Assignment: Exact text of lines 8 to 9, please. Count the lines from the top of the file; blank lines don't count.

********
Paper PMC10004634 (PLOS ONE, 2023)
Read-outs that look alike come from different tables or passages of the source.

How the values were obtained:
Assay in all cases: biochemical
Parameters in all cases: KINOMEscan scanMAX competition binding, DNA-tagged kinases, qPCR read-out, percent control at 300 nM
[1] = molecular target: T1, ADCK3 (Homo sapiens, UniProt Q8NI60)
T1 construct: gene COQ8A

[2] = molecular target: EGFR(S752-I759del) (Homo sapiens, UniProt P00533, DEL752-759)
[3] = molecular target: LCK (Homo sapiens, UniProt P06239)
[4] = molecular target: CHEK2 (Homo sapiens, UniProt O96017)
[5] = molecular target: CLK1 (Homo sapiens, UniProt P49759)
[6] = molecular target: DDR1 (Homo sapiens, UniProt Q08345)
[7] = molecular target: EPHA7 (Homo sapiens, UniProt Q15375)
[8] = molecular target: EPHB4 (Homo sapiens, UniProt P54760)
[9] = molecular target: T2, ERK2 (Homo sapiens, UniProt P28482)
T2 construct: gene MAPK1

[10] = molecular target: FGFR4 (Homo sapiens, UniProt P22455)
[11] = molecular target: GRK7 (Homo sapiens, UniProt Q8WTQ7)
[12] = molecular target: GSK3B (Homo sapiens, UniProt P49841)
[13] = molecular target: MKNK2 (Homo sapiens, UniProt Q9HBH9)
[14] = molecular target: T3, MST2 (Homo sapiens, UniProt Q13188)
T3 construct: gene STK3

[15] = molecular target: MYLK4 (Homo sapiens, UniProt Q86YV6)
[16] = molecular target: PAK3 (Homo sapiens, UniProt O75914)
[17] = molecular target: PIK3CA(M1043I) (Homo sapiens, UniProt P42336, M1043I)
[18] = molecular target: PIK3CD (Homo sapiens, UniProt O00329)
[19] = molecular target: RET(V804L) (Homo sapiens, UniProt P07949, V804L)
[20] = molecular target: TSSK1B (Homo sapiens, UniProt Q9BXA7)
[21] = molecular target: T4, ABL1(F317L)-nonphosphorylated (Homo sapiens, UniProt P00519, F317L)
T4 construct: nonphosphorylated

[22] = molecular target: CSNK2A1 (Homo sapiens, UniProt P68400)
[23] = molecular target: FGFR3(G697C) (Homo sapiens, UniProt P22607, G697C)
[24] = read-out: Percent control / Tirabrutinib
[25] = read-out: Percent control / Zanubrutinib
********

[2] = molecular target: EGFR(S752-I759del) (Homo sapiens, UniProt P00533, DEL752-759)
[3] = molecular target: LCK (Homo sapiens, UniProt P06239)